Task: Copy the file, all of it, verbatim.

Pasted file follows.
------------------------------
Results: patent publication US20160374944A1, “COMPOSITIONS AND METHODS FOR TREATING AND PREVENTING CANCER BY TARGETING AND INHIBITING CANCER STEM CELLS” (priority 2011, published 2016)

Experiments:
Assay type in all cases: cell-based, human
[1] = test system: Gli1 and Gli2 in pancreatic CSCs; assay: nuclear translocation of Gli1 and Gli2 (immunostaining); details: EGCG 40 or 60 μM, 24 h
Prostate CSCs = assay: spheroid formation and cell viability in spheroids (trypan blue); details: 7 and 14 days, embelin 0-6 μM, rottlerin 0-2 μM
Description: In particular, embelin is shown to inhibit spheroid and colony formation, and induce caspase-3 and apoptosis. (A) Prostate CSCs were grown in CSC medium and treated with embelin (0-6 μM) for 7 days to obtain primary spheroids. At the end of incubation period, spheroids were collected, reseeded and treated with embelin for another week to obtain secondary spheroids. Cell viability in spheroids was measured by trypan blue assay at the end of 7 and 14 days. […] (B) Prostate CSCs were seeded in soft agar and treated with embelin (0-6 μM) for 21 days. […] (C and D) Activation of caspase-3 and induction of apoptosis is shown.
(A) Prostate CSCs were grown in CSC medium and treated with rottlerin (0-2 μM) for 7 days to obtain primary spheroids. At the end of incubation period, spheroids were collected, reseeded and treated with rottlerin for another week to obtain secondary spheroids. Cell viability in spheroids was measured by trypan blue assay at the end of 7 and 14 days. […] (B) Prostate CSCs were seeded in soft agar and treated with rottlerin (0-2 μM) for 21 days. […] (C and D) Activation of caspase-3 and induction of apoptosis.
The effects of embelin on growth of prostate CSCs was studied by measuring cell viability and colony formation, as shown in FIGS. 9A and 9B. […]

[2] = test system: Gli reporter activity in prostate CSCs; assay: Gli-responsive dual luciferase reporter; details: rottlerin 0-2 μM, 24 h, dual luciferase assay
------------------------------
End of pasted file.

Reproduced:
Results: patent publication US20160374944A1, “COMPOSITIONS AND METHODS FOR TREATING AND PREVENTING CANCER BY TARGETING AND INHIBITING CANCER STEM CELLS” (priority 2011, published 2016)

Experiments:
Assay type in all cases: cell-based, human
[1] = test system: Gli1 and Gli2 in pancreatic CSCs; assay: nuclear translocation of Gli1 and Gli2 (immunostaining); details: EGCG 40 or 60 μM, 24 h
Prostate CSCs = assay: spheroid formation and cell viability in spheroids (trypan blue); details: 7 and 14 days, embelin 0-6 μM, rottlerin 0-2 μM
Description: In particular, embelin is shown to inhibit spheroid and colony formation, and induce caspase-3 and apoptosis. (A) Prostate CSCs were grown in CSC medium and treated with embelin (0-6 μM) for 7 days to obtain primary spheroids. At the end of incubation period, spheroids were collected, reseeded and treated with embelin for another week to obtain secondary spheroids. Cell viability in spheroids was measured by trypan blue assay at the end of 7 and 14 days. […] (B) Prostate CSCs were seeded in soft agar and treated with embelin (0-6 μM) for 21 days. […] (C and D) Activation of caspase-3 and induction of apoptosis is shown.
(A) Prostate CSCs were grown in CSC medium and treated with rottlerin (0-2 μM) for 7 days to obtain primary spheroids. At the end of incubation period, spheroids were collected, reseeded and treated with rottlerin for another week to obtain secondary spheroids. Cell viability in spheroids was measured by trypan blue assay at the end of 7 and 14 days. […] (B) Prostate CSCs were seeded in soft agar and treated with rottlerin (0-2 μM) for 21 days. […] (C and D) Activation of caspase-3 and induction of apoptosis.
The effects of embelin on growth of prostate CSCs was studied by measuring cell viability and colony formation, as shown in FIGS. 9A and 9B. […]

[2] = test system: Gli reporter activity in prostate CSCs; assay: Gli-responsive dual luciferase reporter; details: rottlerin 0-2 μM, 24 h, dual luciferase assay